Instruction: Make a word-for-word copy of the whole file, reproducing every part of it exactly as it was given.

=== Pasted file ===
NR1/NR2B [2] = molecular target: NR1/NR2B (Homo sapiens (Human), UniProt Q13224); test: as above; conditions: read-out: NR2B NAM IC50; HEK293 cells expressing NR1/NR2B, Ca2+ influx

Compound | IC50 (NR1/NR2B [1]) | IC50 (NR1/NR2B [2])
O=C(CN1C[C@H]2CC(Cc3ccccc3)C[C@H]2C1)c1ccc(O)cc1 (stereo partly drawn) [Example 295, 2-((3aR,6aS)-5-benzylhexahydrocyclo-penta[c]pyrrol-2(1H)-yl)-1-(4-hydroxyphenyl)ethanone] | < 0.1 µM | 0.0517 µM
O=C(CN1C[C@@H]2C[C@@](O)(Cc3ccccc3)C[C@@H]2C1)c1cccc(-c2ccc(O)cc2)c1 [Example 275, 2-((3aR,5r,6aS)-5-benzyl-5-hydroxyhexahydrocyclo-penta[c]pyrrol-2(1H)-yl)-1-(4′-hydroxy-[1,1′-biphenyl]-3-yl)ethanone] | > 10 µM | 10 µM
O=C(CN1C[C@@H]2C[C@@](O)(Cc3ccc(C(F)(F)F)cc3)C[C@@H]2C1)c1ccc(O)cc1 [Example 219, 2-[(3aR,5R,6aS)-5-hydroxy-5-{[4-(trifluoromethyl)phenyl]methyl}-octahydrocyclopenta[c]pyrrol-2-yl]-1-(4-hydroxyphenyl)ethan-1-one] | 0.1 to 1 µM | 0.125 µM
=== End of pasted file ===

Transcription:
NR1/NR2B [2] = molecular target: NR1/NR2B (Homo sapiens (Human), UniProt Q13224); test: as above; conditions: read-out: NR2B NAM IC50; HEK293 cells expressing NR1/NR2B, Ca2+ influx

Compound | IC50 (NR1/NR2B [1]) | IC50 (NR1/NR2B [2])
O=C(CN1C[C@H]2CC(Cc3ccccc3)C[C@H]2C1)c1ccc(O)cc1 (stereo partly drawn) [Example 295, 2-((3aR,6aS)-5-benzylhexahydrocyclo-penta[c]pyrrol-2(1H)-yl)-1-(4-hydroxyphenyl)ethanone] | < 0.1 µM | 0.0517 µM
O=C(CN1C[C@@H]2C[C@@](O)(Cc3ccccc3)C[C@@H]2C1)c1cccc(-c2ccc(O)cc2)c1 [Example 275, 2-((3aR,5r,6aS)-5-benzyl-5-hydroxyhexahydrocyclo-penta[c]pyrrol-2(1H)-yl)-1-(4′-hydroxy-[1,1′-biphenyl]-3-yl)ethanone] | > 10 µM | 10 µM
O=C(CN1C[C@@H]2C[C@@](O)(Cc3ccc(C(F)(F)F)cc3)C[C@@H]2C1)c1ccc(O)cc1 [Example 219, 2-[(3aR,5R,6aS)-5-hydroxy-5-{[4-(trifluoromethyl)phenyl]methyl}-octahydrocyclopenta[c]pyrrol-2-yl]-1-(4-hydroxyphenyl)ethan-1-one] | 0.1 to 1 µM | 0.125 µM